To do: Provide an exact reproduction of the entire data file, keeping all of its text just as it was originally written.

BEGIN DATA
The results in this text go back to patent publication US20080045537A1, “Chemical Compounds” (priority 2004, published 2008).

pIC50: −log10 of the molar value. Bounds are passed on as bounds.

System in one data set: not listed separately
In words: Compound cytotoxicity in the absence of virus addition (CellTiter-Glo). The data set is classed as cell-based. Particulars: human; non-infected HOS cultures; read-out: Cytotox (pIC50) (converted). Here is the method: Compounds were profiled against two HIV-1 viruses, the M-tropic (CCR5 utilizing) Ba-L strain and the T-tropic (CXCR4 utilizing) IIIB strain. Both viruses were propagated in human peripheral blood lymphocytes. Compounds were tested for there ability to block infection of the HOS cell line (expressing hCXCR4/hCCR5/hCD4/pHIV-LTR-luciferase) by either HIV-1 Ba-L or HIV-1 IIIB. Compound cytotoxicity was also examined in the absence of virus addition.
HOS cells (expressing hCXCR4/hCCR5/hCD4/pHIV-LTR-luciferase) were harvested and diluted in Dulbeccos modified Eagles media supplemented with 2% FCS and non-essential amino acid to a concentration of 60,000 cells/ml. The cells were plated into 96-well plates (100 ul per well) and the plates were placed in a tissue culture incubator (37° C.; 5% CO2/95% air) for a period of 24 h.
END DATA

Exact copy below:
The results in this text go back to patent publication US20080045537A1, “Chemical Compounds” (priority 2004, published 2008).

pIC50: −log10 of the molar value. Bounds are passed on as bounds.

System in one data set: not listed separately
In words: Compound cytotoxicity in the absence of virus addition (CellTiter-Glo). The data set is classed as cell-based. Particulars: human; non-infected HOS cultures; read-out: Cytotox (pIC50) (converted). Here is the method: Compounds were profiled against two HIV-1 viruses, the M-tropic (CCR5 utilizing) Ba-L strain and the T-tropic (CXCR4 utilizing) IIIB strain. Both viruses were propagated in human peripheral blood lymphocytes. Compounds were tested for there ability to block infection of the HOS cell line (expressing hCXCR4/hCCR5/hCD4/pHIV-LTR-luciferase) by either HIV-1 Ba-L or HIV-1 IIIB. Compound cytotoxicity was also examined in the absence of virus addition.
HOS cells (expressing hCXCR4/hCCR5/hCD4/pHIV-LTR-luciferase) were harvested and diluted in Dulbeccos modified Eagles media supplemented with 2% FCS and non-essential amino acid to a concentration of 60,000 cells/ml. The cells were plated into 96-well plates (100 ul per well) and the plates were placed in a tissue culture incubator (37° C.; 5% CO2/95% air) for a period of 24 h.